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I am manually binding an ASP.NET ListView to an array of objects sorted alphabetically by name. After editing an item, the DataSource is set again and DataBind is called. If the name changed, the item you just edited may have moved, potentially to another page even.

For example; you just renamed Hot Dog to Sausage, so Sausage moved after ItemUpdating completes.

--- OLD LIST ---   --- NEW LIST ---
    Hamburger          Hamburger
    Hot Dog______      Pizza
    Pizza        |_____Sausage

Is this behavior you would expect from a form? When you edit a row, should you expect to see that row after saving it? Should it be in the exact same position? Should I display only the record you just edited after saving?

As for the technical side of maintaining the previous order after saving, and potentially changing the order;

I know why this is happening. I'm looking for ideas of avoiding it.

I'm thinking about dropping both combining the controls of EditItemTemplate into ItemTemplate and setting visibility on read-only / editable controls based on the ListView EditIndex.

This seems feasible but I'm wondering if you fine folks have any other ideas.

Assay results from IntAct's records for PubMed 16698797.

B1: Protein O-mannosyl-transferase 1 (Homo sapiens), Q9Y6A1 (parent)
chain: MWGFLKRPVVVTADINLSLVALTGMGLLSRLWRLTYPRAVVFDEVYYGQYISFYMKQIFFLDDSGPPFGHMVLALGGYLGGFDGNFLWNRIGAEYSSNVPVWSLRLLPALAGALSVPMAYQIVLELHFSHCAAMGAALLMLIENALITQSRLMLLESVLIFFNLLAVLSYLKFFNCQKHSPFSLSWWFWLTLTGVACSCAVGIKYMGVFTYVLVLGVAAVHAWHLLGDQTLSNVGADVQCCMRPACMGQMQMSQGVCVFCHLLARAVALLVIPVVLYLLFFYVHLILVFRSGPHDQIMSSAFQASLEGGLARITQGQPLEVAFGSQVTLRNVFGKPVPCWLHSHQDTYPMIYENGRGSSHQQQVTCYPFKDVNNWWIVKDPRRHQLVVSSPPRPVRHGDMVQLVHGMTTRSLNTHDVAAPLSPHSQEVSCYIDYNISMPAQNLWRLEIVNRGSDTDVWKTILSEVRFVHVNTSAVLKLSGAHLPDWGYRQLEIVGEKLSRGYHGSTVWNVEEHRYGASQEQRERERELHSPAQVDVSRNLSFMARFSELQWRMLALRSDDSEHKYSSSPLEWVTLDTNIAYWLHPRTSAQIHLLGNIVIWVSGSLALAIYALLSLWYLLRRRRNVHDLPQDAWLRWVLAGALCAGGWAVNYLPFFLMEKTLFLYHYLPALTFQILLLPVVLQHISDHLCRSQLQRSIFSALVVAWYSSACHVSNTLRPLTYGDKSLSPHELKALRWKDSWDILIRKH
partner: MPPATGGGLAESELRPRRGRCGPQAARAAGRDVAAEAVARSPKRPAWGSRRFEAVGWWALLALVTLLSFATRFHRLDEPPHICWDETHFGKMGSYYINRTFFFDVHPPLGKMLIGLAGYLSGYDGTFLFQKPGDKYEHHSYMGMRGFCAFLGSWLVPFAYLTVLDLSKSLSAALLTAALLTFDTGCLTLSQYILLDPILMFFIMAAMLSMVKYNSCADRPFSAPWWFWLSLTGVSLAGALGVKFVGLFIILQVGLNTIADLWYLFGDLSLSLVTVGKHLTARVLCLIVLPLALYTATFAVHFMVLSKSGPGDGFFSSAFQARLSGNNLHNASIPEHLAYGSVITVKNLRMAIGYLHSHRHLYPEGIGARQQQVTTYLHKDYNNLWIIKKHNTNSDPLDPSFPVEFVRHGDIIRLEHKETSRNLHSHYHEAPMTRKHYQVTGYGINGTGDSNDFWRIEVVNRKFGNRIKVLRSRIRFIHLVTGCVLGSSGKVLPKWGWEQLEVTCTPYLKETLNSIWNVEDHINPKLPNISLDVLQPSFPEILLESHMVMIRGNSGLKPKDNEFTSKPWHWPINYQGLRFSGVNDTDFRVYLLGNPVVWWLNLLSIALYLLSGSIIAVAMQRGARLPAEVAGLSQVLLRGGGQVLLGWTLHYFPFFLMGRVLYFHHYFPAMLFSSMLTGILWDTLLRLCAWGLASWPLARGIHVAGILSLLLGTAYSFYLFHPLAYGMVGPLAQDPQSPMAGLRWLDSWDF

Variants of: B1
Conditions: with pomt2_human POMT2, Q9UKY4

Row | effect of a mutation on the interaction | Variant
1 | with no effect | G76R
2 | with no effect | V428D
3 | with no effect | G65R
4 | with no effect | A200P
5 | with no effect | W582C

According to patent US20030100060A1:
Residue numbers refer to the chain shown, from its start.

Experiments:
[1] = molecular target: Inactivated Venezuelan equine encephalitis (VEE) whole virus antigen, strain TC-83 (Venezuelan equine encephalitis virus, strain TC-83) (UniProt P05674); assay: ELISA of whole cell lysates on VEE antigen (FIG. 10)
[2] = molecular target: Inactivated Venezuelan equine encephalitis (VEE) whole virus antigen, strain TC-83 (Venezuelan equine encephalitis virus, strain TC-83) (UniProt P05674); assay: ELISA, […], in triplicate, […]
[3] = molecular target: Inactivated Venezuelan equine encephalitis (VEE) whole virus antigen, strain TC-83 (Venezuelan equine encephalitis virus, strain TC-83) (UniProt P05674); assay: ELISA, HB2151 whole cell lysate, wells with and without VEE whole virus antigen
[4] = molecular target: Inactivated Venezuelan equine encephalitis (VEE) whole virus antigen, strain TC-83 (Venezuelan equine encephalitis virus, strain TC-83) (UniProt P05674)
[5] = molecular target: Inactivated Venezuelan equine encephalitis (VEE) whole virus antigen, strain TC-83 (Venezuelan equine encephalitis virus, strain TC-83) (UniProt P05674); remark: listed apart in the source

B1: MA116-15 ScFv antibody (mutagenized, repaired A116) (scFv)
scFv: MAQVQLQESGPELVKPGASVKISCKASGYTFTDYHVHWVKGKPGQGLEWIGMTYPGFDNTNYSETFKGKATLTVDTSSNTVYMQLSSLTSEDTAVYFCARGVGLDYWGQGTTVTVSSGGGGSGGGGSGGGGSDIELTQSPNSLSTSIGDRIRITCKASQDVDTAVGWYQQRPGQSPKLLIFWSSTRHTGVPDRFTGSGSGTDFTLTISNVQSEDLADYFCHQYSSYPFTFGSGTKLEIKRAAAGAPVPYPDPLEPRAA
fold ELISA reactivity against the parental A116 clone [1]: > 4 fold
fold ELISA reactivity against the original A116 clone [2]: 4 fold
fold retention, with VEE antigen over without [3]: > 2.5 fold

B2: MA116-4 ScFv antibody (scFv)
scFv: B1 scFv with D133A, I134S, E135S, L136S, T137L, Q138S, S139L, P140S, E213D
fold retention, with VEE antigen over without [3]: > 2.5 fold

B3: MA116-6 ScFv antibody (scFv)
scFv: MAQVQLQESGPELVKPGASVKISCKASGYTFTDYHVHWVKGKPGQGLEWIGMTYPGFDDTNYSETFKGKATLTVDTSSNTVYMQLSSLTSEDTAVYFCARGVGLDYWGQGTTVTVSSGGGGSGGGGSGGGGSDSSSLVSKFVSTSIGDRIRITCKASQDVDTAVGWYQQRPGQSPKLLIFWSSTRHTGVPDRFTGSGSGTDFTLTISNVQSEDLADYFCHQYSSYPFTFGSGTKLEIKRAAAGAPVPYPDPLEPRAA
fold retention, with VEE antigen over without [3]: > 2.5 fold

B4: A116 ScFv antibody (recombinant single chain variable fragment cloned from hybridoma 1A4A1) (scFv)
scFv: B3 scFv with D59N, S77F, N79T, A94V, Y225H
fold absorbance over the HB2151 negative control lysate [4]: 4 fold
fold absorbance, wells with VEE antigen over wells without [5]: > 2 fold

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3 Answers 3

up vote 2 down vote accepted
+50

The behavior that you are seeing here is the typical desired output as once you make the change the information is properly sorted. If you have a need to keep the old structure you are most likely going to have to go a route similar to what you mentioned in your post.

However, I would take a second and see if this is really what your users are going to want, I could see this getting really confusing after a large number of edits.

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Is re-sorting after edit typical behavior for lists of data? I'm trying to recall any web apps where I've even needed to edit a row that would get sorted away from it's original location, but I'm failing to do so at the moment. –  Orange Kid Oct 27 '11 at 19:22
1  
Yes, I have used several web-based management tools that all behave in this fashion. The list is re-sorted after each edit. The only variation seems to be whether you stay where you were in the list, or follow the record to the new location. This is especially relevant when paging comes into play... and THAT is dependent on your users' requirements. –  Tevo D Nov 1 '11 at 17:26
1  
Here is a perfect example - my online banking scheduled payments are sorted by date to be paid. I can change the date on the first item to a later date and it might disappear off the list. This is the expected behavior as it is a view of what is going to be paid out for a given period of time. –  Tevo D Nov 1 '11 at 17:29

When I have my users work with data sets in GridViews, I always order my data by the database ID to make sure that each data item's position stays the same. Without knowing what your data source looks like, it's hard to say if you could avoid or alter the re-sort.